While electric garage doors have been a real blessing, they can pose hazards to your safety too. This is why your garage door needs photo eye sensors to avoid such dangerous accidents.
With this safety feature, your garage doors can keep an eye out for people or objects lying in the way of the door while it’s closing. If you’re planning to upgrade your garage space with an electric door, make sure to talk to us about photo eye sensors as a safeguard against potential safety risks.
How Do Photo Eye Sensors Work
Located approximately 6 inches above ground, these photo sensors are safety features attached on either side of your electric garage doors. They emit invisible beams that intersect midway through the length of the door.
Any object or body placed in between the door will obstruct the beams and they won’t meet. This breaks the signal to the sensors and the door is unable to shut.
This feature allows the garage door to automatically stop coming doing when there’s something in the way. The circuit does not complete until the sensors are in contact again.
So even if you’ve accidentally pressed the button on the remote while there’s an obstruction in the way, the doors won’t perform the function.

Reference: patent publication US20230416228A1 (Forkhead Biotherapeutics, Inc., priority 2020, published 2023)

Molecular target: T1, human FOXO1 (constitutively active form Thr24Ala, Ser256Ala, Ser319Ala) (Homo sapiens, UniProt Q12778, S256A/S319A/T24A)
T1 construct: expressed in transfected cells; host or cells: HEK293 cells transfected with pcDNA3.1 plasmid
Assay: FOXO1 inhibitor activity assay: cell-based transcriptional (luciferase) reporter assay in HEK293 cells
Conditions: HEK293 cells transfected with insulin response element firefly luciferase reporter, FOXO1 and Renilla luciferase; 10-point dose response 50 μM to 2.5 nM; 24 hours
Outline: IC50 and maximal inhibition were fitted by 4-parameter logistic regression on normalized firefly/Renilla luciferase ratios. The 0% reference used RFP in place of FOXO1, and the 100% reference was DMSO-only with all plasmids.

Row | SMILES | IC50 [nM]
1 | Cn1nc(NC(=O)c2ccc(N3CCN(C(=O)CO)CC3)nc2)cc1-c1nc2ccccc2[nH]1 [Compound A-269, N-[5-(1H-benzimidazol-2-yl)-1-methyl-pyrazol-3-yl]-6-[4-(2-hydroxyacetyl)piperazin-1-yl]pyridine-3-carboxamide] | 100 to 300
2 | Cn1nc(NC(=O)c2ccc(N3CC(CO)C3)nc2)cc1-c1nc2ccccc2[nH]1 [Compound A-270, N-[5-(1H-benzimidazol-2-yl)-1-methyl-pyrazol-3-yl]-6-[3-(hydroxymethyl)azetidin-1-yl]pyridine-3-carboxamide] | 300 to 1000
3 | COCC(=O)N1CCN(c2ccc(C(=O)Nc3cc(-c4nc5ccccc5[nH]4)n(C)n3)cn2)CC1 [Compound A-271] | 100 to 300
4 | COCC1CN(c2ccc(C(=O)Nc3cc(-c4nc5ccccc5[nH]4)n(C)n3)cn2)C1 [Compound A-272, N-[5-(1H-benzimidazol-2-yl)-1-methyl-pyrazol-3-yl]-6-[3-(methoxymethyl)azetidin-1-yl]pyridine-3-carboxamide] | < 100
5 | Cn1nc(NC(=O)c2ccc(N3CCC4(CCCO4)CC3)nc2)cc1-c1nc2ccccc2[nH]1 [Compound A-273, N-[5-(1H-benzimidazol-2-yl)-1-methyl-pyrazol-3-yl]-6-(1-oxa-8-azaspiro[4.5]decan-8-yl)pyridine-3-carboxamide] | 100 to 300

Why are Photo Eye Sensors Essential for Safety
The federal government mandated safety features on electric garage doors in the 1990s. The photo eye sensors were developed in response to this law.
Without this safety feature, it’s highly possible for the garage doors to seriously harm or even crush the obstruction—even if it’s your pet, your kid, or your car!
With functional photo eye sensors, upgrading garage doors to automatic remote-controlled doors is much safer.
How to Tell If Your Sensors Are Not Working
In order to maximize safety, you need to ensure that this safety feature is in perfect condition. If it’s not functioning properly, you need to call professional garage door repair company Southlake immediately. Look out for these signs of malfunction:
- Either (or both) sensors starts blinking
- Garage door is only performing one function—opening or closing—when the signal is given
- The door is not coming down all the way
- The door is not going up all the way